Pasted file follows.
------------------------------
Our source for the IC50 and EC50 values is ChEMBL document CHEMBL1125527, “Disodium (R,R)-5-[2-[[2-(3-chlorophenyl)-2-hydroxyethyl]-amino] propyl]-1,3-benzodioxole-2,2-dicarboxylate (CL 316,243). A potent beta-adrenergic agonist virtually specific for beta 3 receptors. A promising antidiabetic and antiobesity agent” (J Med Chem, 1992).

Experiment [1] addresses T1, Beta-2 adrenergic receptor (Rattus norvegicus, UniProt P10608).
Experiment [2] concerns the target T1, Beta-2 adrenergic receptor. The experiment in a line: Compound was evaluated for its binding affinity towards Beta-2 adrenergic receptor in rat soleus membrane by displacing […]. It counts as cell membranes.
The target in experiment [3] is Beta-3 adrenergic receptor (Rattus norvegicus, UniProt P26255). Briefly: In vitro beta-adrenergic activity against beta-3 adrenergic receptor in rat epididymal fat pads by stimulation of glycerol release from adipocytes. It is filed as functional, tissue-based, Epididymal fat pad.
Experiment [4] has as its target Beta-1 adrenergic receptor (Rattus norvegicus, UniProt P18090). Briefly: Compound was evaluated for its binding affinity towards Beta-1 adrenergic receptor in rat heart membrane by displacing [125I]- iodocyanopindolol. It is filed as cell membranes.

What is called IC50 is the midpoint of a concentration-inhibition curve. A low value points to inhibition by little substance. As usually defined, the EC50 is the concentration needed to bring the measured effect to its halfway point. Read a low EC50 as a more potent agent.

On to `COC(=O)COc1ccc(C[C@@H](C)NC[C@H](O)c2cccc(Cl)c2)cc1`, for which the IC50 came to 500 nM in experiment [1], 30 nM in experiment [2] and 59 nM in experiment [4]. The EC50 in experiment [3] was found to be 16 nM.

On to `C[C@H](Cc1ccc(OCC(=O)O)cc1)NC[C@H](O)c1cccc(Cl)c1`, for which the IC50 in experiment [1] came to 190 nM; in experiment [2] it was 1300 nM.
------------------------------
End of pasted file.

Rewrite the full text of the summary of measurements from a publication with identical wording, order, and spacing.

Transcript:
Our source for the IC50 and EC50 values is ChEMBL document CHEMBL1125527, “Disodium (R,R)-5-[2-[[2-(3-chlorophenyl)-2-hydroxyethyl]-amino] propyl]-1,3-benzodioxole-2,2-dicarboxylate (CL 316,243). A potent beta-adrenergic agonist virtually specific for beta 3 receptors. A promising antidiabetic and antiobesity agent” (J Med Chem, 1992).

Experiment [1] addresses T1, Beta-2 adrenergic receptor (Rattus norvegicus, UniProt P10608).
Experiment [2] concerns the target T1, Beta-2 adrenergic receptor. The experiment in a line: Compound was evaluated for its binding affinity towards Beta-2 adrenergic receptor in rat soleus membrane by displacing […]. It counts as cell membranes.
The target in experiment [3] is Beta-3 adrenergic receptor (Rattus norvegicus, UniProt P26255). Briefly: In vitro beta-adrenergic activity against beta-3 adrenergic receptor in rat epididymal fat pads by stimulation of glycerol release from adipocytes. It is filed as functional, tissue-based, Epididymal fat pad.
Experiment [4] has as its target Beta-1 adrenergic receptor (Rattus norvegicus, UniProt P18090). Briefly: Compound was evaluated for its binding affinity towards Beta-1 adrenergic receptor in rat heart membrane by displacing [125I]- iodocyanopindolol. It is filed as cell membranes.

What is called IC50 is the midpoint of a concentration-inhibition curve. A low value points to inhibition by little substance. As usually defined, the EC50 is the concentration needed to bring the measured effect to its halfway point. Read a low EC50 as a more potent agent.

On to `COC(=O)COc1ccc(C[C@@H](C)NC[C@H](O)c2cccc(Cl)c2)cc1`, for which the IC50 came to 500 nM in experiment [1], 30 nM in experiment [2] and 59 nM in experiment [4]. The EC50 in experiment [3] was found to be 16 nM.

On to `C[C@H](Cc1ccc(OCC(=O)O)cc1)NC[C@H](O)c1cccc(Cl)c1`, for which the IC50 in experiment [1] came to 190 nM; in experiment [2] it was 1300 nM.